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Court Upholds Pennsylvania Employer’s Termination Of Plaintiff For Using Marijuana For Alleged Medical Purposes

Published by on May 15, 2019

As more states legalize medical and recreational marijuana, courts continue to struggle with the issue of how medical marijuana–which is still illegal under federal law–should be treated under federal employment laws, such as the Family and Medical Leave Act (FMLA), Americans with Disabilities Act (ADA).

A district court in Pennsylvania, where marijuana use for medical purposes is now legal, recently waded into this debate. The plaintiff employee in Parrotta v. Peco Energy Company worked as an engineer and was diagnosed with a second plantar plate tear in his left foot. He took several weeks of FMLA leave to undergo surgery for the tear in November 2016, and for recovery following the surgery. The plaintiff’s doctor released him to work to “limited duty” on December 5, 2016, with the restrictions of limited walking, no stairs or ladders, and use of a boot and possibly crutches. On March 7, 2017, the plaintiff’s doctor wrote that he had cleared him for full duty on January 10, 2017. The doctor did not prescribe any medications as part of Plaintiff’s treatment plan. Accordingly, Plaintiff’s employer, PECO, said that Plaintiff could resume his regular job duties.

Plaintiff was then randomly selected for drug testing and tested positive for marijuana. Rather than being terminated, Plaintiff was enrolled in the Employee Assistance Program, which assists with drug and alcohol-related issues. PECO then required Plaintiff to take FMLA leave to attend the Employee Assistance Program. The plaintiff returned to work after completing the program, and participated in a fact-finding hearing in which Plaintiff alleged he took marijuana to control his pain from foot surgery. Following this hearing, Plaintiff was terminated. Plaintiff sued PECO asserting numerous claims, including disability discrimination and retaliation under the ADA, FMLA, and state law.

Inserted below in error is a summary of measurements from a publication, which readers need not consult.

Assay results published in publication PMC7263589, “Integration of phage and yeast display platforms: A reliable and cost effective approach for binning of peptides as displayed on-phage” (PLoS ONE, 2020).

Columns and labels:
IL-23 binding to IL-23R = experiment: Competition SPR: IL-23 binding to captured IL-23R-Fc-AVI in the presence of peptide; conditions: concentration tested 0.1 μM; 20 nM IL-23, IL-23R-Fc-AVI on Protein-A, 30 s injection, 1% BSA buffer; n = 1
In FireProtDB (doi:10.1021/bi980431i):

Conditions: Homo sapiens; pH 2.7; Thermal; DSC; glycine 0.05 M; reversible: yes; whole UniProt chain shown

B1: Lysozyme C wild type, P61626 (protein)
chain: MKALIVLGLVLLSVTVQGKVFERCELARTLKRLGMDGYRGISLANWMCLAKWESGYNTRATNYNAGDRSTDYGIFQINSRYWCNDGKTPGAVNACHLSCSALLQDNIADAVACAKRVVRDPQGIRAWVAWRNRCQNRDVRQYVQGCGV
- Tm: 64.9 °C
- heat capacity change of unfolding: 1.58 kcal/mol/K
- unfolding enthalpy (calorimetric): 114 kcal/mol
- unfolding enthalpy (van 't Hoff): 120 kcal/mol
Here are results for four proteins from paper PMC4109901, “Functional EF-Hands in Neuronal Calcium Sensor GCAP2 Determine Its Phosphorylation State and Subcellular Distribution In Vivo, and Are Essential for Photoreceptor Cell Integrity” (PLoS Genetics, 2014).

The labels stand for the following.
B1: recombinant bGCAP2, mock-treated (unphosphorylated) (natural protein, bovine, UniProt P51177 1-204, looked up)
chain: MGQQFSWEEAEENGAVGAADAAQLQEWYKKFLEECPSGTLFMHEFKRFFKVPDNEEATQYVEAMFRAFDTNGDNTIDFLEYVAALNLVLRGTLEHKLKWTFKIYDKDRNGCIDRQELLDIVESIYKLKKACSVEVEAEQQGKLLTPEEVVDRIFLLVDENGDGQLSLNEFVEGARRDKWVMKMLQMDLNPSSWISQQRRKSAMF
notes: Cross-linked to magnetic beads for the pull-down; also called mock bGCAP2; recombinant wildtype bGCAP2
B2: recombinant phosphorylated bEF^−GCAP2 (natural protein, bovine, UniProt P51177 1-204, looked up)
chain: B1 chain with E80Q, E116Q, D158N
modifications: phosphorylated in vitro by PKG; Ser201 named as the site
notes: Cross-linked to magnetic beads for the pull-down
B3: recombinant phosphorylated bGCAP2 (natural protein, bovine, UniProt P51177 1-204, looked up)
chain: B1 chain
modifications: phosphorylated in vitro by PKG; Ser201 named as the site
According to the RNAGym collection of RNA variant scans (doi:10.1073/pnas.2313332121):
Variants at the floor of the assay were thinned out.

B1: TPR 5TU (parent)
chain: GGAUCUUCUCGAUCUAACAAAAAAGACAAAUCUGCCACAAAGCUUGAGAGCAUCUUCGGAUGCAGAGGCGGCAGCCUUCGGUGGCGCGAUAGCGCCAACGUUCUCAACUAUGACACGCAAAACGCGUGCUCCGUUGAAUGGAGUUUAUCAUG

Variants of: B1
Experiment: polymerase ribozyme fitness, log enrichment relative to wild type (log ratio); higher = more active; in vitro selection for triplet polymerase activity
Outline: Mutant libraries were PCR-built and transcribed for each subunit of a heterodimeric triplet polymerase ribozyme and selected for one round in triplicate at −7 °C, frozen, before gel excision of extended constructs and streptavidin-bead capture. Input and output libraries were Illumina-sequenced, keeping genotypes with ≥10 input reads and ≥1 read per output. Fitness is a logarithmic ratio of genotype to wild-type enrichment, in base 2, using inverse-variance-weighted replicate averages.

The district court granted summary judgment for PECO on the plaintiff’s disability discrimination claims and agreed that Plaintiff was not disabled for his foot pain as he merely had a temporary, short-term medical condition that was resolved through surgery (and presented no medial evidence to the contrary). The court also held PECO had presented a legitimate, non discriminatory reason for the plaintiff’s termination—his positive drug test—and that any evidence that other non disabled employees were terminated quicker than Plaintiff did not establish pretext (and in fact, probably showed that PECO treated Plaintiff more favorably than the other employees). Plaintiff also failed to establish a claim for retaliation for requesting disability leave and light work duty for similar reasons.

In analyzing Plaintiff’s FMLA retaliation claim, the Court considered whether an employee needs to ask for FMLA leave (rather than the employer mandating the leave) in order to be able to sue for FMLA retaliation. The Court found that Plaintiff did not invoke his rights under the FMLA and therefore, could not maintain a claim for retaliation under the FMLA. Accordingly, the Court also granted summary judgment on the plaintiff’s FMLA retaliation claims.

Welter Insight

This case is an important reminder to employers to consider potential legal ramifications when making personnel decisions in response to an employee testing positive for marijuana, especially in jurisdictions where medical marijuana use is legal. The court in this case, however, also recognized the employer’s interest in being able to maintain a drug-free work environment and enforce its drug-related policies, even where medical marijuana use is legal.

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